U.S. debt ceiling deal already facing new hurdles

The newly minted debt ceiling deal is already facing hurdles, with a few members of Congress vowing to shut it down as soon as they see it. Both President Biden and House Speaker Kevin McCarthy are calling the deal a compromise, but they are facing backlash from edges of each of their parties. CBS 8's Jesse Pagan breaks it all down so we can better understand. Jesse says that right now, Biden and McCarthy are looking to guide the Fiscal Responsibility Act.

The bill is in the very early stages of moving through Congress, starting with the House Rules Committee. Some members of that committee are already vowing to do what they can to stop it. The conservative House Freedom Caucus, including a few House Rules Committee members, is presently identifying how the bill will move forward and is already saying they will stop the current debt ceiling deal. This group will oppose it and continue to fight it today, tomorrow, and no matter what happens.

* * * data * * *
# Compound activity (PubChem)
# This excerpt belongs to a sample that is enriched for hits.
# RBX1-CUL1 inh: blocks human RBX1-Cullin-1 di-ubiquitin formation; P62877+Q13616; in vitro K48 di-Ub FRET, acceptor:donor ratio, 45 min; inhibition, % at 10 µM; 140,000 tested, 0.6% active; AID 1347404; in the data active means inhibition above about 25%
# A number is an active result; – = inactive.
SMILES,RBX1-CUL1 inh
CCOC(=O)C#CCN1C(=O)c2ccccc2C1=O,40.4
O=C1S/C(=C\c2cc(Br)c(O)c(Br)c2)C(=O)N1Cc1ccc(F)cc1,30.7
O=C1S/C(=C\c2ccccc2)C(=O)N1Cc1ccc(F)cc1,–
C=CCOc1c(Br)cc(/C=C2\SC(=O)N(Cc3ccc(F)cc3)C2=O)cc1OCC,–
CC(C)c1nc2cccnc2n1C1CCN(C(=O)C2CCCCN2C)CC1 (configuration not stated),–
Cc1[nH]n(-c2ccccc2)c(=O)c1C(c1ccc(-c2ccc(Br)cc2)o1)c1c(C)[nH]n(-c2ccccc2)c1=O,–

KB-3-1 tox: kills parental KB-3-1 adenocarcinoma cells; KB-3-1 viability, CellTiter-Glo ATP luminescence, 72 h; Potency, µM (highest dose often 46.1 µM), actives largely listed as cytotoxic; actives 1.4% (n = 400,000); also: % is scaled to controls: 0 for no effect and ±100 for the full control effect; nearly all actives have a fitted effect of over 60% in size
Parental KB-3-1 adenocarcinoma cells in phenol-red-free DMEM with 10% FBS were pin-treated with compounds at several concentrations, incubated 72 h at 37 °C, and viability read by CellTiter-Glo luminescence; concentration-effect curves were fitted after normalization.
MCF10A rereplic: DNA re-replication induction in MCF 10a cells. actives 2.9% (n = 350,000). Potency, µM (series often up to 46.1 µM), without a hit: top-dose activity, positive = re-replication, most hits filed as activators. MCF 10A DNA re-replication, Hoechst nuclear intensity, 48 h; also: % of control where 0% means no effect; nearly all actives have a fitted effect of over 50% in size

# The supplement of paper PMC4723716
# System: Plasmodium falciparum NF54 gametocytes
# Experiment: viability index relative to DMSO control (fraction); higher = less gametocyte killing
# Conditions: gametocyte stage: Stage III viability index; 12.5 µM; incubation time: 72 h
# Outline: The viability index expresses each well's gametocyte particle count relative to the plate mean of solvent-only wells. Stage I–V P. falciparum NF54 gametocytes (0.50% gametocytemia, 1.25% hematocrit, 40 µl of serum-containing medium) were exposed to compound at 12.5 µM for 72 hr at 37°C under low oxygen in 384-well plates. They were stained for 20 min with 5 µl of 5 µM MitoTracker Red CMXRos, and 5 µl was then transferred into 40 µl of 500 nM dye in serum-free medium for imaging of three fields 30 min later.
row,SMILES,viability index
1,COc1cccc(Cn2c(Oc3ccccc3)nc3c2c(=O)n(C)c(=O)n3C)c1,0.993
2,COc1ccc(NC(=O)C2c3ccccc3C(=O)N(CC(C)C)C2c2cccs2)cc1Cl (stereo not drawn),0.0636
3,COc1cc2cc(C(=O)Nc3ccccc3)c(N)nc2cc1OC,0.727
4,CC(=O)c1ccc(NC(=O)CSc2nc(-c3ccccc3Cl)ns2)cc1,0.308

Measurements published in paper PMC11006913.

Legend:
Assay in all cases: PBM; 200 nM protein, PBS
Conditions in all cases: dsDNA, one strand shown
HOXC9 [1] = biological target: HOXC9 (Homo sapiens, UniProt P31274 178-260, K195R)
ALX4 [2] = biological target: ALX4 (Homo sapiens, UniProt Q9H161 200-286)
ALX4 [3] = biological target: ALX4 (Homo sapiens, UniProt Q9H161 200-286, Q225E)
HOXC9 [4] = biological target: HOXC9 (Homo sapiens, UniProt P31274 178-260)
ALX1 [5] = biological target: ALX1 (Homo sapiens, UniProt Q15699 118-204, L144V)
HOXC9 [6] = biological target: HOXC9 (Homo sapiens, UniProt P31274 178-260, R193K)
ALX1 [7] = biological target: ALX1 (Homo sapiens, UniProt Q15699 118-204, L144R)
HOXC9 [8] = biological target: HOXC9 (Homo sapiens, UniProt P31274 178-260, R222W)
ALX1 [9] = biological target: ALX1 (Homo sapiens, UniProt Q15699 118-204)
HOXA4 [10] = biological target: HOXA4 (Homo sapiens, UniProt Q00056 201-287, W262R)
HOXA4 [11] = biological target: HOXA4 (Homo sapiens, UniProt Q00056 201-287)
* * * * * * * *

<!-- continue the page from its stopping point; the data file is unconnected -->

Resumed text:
The Fiscal Responsibility Act of 2023 would raise the debt ceiling for two years while federal spending stays flat. Unused coveted remedy cash would be reclaimed, there would be cuts to the IRS, and there would be new work requirements for some people on food aid programs. As lawmakers get back to Washington from the holiday weekend, California representative and Republican Speaker of the House Kevin McCarthy is attempting to sell his colleagues on the deal. Several Democrats aren't too satisfied either, but leadership is pledging the necessary votes to get the deal passed. So far, San Diego's Congressional members haven't hinted publicly on how they'll vote.

White House negotiators will brief House Democrats tomorrow morning, and the final vote is expected to happen tomorrow night. But there are already dozens of amendments that may delay that vote and fly dangerously close to the default deadline of June 5th.